And then a sudden shock wave spread like a tsunami over the revellers when a piece of Apologize by Timbaland was played. Some looked utterly startled, some began waving their hands like at a concert and sang: ‘That it's too late to apologize, it's too late. I said it's too late to apologize, it's too late’. But when the beat returned every single person went nuts.
When Activator came on stage with his male dancers wearing seriously scary and twisted clown masks, I was happy to be with my friends. Looking into their eyes directly gave me shivers. Then another two more clowns popped out from the boxes in front of the DJ. They were hiding and coming out again in time with the music. I must admit it looked provocative but personally I preferred the female dancers doing dirty dancing on the stage.
Definitely one of the highlights of the evening was the moment when the dancers came on stage blowing fire into the air and dancing with fire sticks. The effort of the promoters invested in ensuring unforgettable, next generation clubbing experiences, was clearly visible. From that point on, the atmosphere got properly heated up with Phil Reynolds tearing walls down with his hard trance set (almost literally) while the finishing beats belonged to Alex Kidd & Proteus.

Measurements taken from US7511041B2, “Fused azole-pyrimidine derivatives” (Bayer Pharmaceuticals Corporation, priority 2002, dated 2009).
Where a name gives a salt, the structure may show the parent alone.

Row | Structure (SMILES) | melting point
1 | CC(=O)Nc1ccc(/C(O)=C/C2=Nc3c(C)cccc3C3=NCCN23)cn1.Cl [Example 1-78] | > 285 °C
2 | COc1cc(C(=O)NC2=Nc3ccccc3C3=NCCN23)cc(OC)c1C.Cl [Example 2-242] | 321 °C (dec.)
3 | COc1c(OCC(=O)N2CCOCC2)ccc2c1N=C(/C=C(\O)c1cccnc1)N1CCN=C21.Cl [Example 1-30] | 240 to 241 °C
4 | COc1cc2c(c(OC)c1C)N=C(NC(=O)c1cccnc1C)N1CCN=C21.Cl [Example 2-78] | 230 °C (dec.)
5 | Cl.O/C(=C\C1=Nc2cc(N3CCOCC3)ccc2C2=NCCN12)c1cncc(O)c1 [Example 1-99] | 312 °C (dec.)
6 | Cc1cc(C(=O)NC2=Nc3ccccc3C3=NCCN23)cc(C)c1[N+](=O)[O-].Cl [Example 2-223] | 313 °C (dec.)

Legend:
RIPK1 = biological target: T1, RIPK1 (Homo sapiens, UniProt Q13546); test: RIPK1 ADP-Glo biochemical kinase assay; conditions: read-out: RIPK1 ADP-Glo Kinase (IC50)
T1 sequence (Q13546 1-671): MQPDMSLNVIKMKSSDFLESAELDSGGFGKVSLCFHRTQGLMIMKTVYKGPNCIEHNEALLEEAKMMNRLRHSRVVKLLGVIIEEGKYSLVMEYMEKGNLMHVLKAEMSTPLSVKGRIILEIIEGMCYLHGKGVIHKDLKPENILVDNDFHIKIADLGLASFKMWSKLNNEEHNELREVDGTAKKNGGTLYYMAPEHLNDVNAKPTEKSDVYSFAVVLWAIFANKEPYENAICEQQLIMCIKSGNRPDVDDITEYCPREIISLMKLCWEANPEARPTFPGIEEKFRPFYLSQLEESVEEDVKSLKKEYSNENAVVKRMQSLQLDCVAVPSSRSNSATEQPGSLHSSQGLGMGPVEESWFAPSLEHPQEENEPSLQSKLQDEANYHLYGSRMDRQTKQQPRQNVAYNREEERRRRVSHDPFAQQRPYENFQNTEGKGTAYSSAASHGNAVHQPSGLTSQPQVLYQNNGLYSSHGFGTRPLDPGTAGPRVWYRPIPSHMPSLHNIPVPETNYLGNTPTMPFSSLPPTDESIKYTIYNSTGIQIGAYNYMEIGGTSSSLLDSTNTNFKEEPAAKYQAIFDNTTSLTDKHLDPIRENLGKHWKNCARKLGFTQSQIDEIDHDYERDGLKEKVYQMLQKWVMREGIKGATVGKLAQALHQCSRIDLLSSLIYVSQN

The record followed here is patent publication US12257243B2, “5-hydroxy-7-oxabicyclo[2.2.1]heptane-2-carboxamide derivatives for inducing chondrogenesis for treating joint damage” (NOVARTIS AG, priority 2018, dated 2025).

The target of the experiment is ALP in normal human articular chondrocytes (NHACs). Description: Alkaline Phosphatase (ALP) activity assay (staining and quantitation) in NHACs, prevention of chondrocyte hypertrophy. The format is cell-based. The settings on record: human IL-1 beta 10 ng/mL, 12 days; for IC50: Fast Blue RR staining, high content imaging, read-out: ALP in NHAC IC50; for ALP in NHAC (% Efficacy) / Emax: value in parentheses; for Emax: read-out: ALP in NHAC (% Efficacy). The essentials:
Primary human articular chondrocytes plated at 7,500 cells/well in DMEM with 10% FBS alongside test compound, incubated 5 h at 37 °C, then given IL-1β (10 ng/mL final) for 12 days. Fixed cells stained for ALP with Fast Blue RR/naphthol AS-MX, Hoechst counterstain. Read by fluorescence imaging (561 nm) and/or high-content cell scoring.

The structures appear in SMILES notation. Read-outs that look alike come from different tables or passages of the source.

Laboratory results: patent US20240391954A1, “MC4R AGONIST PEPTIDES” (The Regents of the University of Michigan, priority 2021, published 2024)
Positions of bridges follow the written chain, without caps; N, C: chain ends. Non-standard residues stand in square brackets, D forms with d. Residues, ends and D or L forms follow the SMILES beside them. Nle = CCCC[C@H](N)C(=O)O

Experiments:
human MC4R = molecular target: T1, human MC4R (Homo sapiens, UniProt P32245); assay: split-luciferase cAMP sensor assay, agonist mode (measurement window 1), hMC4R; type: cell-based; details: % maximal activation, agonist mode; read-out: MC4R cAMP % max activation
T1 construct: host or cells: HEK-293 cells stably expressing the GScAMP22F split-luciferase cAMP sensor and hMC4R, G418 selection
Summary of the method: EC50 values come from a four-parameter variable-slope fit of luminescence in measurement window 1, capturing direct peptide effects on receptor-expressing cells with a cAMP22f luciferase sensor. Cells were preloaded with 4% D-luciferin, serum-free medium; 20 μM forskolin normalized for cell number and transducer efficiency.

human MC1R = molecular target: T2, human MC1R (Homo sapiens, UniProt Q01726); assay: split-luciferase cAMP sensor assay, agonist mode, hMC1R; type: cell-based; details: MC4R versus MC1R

HHA gives all clubbers from around the country a chance to see hard dance superheroes in a magnificent venue. But if you are not in shape and not able to dance and still want to enjoy the music and visuals there is a solution for that as well. The Academy has a balcony/mezzanine overlooking all the superlative main room action with 1000 seats. You can go and relax, in a similar way to a cinema experience, only much louder. You might even close your eyes and allow yourself to being taken away by music, without being stared at of course! Sadly this was not open, perhaps next time?
HHA has an unbeatable atmosphere and loyal fans, which is hard to compete with for any hard dance event. DJs who take part in this amazing event are real performers, dedicated to their work and visibly thrilled about playing for the crowd. However there have been grumblings on the amount of hardstyle in the main room, the fact that water bottle lids were retained by the bar and the ticket queue for some left a lot to be desired. Let’s hope these issues are ironed out for the next event.
If you hadn’t had enough at the very end of HHA, Frantic and Twist had also prepared a fierce afterparty for all hardcore dancers. Located at Hidden club, with two arenas and eight hours of hard trance, hard house, euro and bounce, it must have satisfied even most sophisticated and demanding music tastes. But next morning they were probably already checking the date for next HHA too.
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Other Features By Agnes Klos:
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Progressive flavours with DJ R'Deem ahead of Neelix party
Discovering the tropical island psychedelic festival - The Experience
Second Edition of Cosmo Festival - year 2011 turns out to be a hit
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The views and opinions expressed in this review are strictly those of the author only for which HarderFaster will not be held responsible or liable.